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Insurance & Benefits

Long-Term Care Insurance

Many seniors and their families ask about long-term care insurance and what it covers. It can cover home care and home health care services, assisted living, adult day care, respite care, hospice care, nursing homes, and Alzheimer’s facilities. Not all long-term care insurance policies cover all services, nor do they pay the same for similar services. This is something to investigate thoroughly before purchasing and to discuss with your insurance agent.

Assisted Living

Knowing the type of features and services important to you determines the best policy and insurance company for you.
Remember that some long-term care insurance policies stipulate that payment for assisted living is determined by a person’s ability to perform two or more “activities of daily living.” Some insurers may require a physician evaluation with a physician of their choice to determine if your condition qualifies for coverage.

A "facility-only" policy covers care received in a licensed assisted living or skilled nursing facility, but not care in an unlicensed facility or your home. Integrated home care policies with 100% protection for care received either at a licensed assisted living or skilled nursing facility or an unlicensed setting, like your home, are always an option worth investigating.

Nursing Homes and Alzheimer's Care

Nursing home care and Memory Care are paid for by long-term care insurance but with stipulations. Policy terms may vary widely, so be aware of what is and is omitted and the terms of coverage.

As always, this information does not replace the advice and counsel of your insurance agent and particular policy. But please let us know if we can help you review a policy and determine existing coverage.


We also hear from seniors and loved ones who have questions regarding veteran's benefits. This information will get you started. Please visit www.va.gov for more information, recent updates and contact information. We would be happy to assist you however we can.

If you are a wartime veteran or the surviving spouse of a wartime veteran, you may be entitled to a widow's pension. The U.S. Department of Veterans Affairs offers special pensions called 'Housebound' and 'Aid and Attendance' (A&A).


To be eligible, the veteran must have served at least 90 days of active-duty military service, at least one day of which was served during a period of war. A longer time in service requirement may be required if discharged after September, 1980. The veteran need not have served in a combat area. The veteran’s military discharge must be other than dishonorable. Since pension benefits are based on need, the VA determines if net-worth is sufficient to meet the claimant’s basic needs without assistance from the VA.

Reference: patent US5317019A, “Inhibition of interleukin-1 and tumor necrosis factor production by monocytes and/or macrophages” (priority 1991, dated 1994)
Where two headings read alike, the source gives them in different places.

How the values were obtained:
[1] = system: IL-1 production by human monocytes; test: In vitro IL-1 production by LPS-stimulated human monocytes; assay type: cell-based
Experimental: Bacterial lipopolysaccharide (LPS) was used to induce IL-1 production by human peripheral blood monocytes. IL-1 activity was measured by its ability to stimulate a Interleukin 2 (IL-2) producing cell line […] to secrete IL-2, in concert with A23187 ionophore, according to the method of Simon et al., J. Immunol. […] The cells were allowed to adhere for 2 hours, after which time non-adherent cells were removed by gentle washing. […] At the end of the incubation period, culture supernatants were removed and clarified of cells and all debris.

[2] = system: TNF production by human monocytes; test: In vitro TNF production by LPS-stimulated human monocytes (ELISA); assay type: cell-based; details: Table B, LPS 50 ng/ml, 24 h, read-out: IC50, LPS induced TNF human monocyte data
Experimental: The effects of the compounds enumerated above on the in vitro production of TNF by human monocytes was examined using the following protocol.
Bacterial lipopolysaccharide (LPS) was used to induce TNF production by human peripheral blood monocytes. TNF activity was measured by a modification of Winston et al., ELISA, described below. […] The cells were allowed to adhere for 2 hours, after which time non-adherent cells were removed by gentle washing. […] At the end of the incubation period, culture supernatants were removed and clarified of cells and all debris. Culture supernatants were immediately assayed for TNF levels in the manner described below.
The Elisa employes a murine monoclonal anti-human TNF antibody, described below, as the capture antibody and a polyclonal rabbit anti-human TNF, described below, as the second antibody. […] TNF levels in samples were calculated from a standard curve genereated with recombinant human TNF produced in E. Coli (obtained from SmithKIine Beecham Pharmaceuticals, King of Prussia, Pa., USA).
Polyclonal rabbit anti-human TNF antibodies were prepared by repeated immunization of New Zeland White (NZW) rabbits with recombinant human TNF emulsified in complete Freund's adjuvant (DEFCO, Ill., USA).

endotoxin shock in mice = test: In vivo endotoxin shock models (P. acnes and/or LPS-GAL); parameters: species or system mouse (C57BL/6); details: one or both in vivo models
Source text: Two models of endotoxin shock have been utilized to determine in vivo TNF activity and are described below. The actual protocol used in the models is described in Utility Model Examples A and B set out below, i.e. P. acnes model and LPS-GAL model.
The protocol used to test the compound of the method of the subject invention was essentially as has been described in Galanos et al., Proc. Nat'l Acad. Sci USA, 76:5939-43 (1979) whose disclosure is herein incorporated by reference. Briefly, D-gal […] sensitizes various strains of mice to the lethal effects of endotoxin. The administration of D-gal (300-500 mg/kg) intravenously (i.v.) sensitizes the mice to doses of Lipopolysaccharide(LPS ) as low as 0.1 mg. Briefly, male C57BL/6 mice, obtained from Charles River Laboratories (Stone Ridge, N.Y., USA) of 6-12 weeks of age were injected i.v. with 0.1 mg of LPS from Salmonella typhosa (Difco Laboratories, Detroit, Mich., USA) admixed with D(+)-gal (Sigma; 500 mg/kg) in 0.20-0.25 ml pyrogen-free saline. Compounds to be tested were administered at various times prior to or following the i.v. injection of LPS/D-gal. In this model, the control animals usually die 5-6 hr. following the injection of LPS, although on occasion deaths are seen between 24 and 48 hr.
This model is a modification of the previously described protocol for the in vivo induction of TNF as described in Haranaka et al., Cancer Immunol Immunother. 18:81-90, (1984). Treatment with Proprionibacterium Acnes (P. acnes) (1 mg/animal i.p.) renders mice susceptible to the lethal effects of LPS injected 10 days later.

To qualify under the VA’s housebound category, you need to show that due to your disability you are substantially confined to your dwelling and the immediate premises. Additionally, a VA 21-2680 exam must be completed by a Doctor and certify that the veteran or the surviving spouse is either housebound or needs the aid and attendance of some other person to perform daily functions.

Aid & Attendance (A&A)

To qualify under the Aid and Attendance, a veteran or surviving spouse must show one of the following:

  • Requires the aid of another person to perform personal functions required in everyday living, such as bathing, feeding, dressing, attending to the wants of nature, adjusting prosthetic devices, or protecting yourself from the hazards of your daily environment (minimum of two ADLs required), OR
  • Is bedridden, in that your disability requires that you remain in bed apart from any prescribed course of convalescence or treatment OR
  • Is a patient in a nursing home due to mental or physical incapacity OR
  • Is blind, or so nearly blind as to have corrected visual acuity of 5/200 or less in both eyes and concentric contraction of the visual field to 5 degrees or less.

Countable Income

VA must consider income from all sources when reviewing the application. This includes Social Security income, income from investments (interest income), retirement pensions or 401K, income from rental property, etc. If the veteran is married, the income from both is considered.

Some ongoing medical expenses can be used to reduce countable income. This includes the cost of assisted living care, in-home care, and medical supplemental insurance. If you have been rated ‘Housebound’ or in need of ‘Aid & Attendance,’ and you are paying for in-home care, the provider does not have to be a licensed healthcare provider for you to claim this deduction.